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[The Gonzales Cantata] is honestly, probably the coolest thing you've ever seen on this show. I know. I'm totally freaking out about it ... I spent all day obsessing about this, and watching clips of it online, and listening to the music, and I have to tell you, in my opinion, it is both great and kind of moving ... this is so cool, I could not contain myself.
— Rachel Maddow, The Rachel Maddow Show
The new composer-in-residence, Melissa Dunphy, contributed a new song, “Alpha and Omega.” For two choirs, it effectively juxtaposes texts from “The Pilgrim’s Progress” and the Book of Revelation, in a solidly written piece of choral writing.
— St. Louis Post-Dispatch
“I perform [What do you think I fought for at Omaha Beach?] because I think first and foremost it’s a wonderful piece of music,” Barnes said. “And I was very gratified that people of persuasions, of different points of view on the argument, came together and said, ‘this is worth doing, this piece, because it’s musical value is so high.’”
— KWMU St. Louis Public Radio
Revolution Shakespeare's lively, tuneful – and free – production of Shakespeare's early comedy brims with romance, enthusiasm, and cleverness [...] Melissa Dunphy's pop compositions transform monologues into love songs, arguments into duets – and, yes, we're invited to sing along at times.
— Philadelphia CityPaper
Directed by Samantha Reading, with an original score composed by Melissa Dunphy and performed by the multi-talented seventeen-person ensemble, this hilarious reinvention successfully delivers all of the Bard’s clever verse and humorous plot points to a country-rock beat.
[Dunphy's] “Together” (the words are taken from the Acts of the Apostles, 2:44-46) is a beautiful piece with fascinating complexity. Starting next fall, Barnes announced, Dunphy will be the choir’s composer-in-residence, with a commission for the first concert in the SLCC’s 60th season.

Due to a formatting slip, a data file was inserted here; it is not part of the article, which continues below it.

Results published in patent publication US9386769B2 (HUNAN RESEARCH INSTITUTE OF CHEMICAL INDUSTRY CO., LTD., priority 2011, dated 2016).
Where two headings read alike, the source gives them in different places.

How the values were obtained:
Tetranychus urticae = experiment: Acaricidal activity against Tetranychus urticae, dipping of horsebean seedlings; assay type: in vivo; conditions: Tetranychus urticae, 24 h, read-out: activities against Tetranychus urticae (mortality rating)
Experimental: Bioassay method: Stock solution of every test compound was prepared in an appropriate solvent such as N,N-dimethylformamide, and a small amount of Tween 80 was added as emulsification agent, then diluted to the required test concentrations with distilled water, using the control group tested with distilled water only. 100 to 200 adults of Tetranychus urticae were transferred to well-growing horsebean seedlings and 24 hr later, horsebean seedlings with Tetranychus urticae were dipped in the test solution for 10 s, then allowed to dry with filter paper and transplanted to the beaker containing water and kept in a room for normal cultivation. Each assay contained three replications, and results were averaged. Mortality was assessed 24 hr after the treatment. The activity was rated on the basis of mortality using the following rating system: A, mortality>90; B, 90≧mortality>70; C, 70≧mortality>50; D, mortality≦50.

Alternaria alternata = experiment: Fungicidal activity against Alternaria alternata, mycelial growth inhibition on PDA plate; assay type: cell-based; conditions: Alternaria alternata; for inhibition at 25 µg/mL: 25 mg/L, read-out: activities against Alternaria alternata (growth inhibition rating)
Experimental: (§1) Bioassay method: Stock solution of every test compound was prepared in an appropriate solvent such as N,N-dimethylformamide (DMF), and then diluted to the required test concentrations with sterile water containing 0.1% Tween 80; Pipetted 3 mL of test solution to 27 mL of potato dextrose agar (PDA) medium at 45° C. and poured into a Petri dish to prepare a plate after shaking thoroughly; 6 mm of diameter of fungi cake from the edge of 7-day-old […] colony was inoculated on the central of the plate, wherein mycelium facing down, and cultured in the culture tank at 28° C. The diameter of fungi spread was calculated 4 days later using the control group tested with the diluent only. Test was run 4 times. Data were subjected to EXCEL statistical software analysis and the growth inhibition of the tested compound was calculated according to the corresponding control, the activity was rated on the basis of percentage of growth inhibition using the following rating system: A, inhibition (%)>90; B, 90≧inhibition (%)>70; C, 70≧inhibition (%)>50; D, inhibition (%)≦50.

— St. Louis Post-Dispatch
Melissa Dunphy as Puck embodies pure mischievous glee with an engaging vitality (and her own theme music).
— Play Shakespeare
Melissa Dunphy is so gloriously gleeful that Puck’s actions as the engine of the plot end up making sense, which in all the madness of this play is quite the achievement.
Melissa Dunphy makes the most striking impression as Puck, as she wildly careens across the production in a state of frenzy, lithely scaling the floor-to-catwalk ribbons that flank the stage.
On Dunphy, the jury remarked, “Melissa has a beautiful, clear and direct language. Without being trite or overly sentimental, her music speaks to the heart through gorgeous harmony and lucid text setting.”
— Boston Choral Ensemble
Melissa Dunphy makes an impressive debut with her soundscape and original compositions for ‘The Cherry Orchard’ even appearing onstage to play violin near the end.
— Delco News Network
— Philadelphia Inquirer
The top-notch acting and direction are enhanced by a splendid artistic design ... and haunting original music provided by Melissa Dunphy (as both composer and in her role as the Musician, performing live on violin).